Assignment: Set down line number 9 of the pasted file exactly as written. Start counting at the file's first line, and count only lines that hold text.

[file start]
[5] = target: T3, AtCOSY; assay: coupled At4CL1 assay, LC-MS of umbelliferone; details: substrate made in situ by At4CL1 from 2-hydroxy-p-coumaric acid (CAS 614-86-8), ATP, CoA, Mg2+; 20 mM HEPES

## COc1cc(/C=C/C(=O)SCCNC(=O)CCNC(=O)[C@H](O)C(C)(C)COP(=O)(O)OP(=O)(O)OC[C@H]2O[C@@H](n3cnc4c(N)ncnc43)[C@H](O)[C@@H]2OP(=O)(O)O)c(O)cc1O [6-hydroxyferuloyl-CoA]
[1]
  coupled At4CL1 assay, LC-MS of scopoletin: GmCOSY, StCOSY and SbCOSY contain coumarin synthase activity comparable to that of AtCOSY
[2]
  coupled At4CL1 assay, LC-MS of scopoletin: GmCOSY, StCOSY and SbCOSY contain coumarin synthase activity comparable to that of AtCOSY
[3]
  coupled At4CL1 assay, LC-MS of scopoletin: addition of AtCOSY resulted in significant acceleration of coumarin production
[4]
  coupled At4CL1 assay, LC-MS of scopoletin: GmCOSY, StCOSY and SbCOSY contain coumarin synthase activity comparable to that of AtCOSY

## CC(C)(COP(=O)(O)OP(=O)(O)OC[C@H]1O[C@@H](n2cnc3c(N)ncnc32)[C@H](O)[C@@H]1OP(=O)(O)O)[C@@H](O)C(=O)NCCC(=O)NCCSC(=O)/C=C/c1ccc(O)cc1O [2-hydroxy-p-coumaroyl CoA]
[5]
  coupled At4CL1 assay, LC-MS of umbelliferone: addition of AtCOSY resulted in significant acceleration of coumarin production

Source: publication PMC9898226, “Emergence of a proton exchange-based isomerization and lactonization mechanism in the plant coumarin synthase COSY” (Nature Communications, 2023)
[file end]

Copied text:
[4]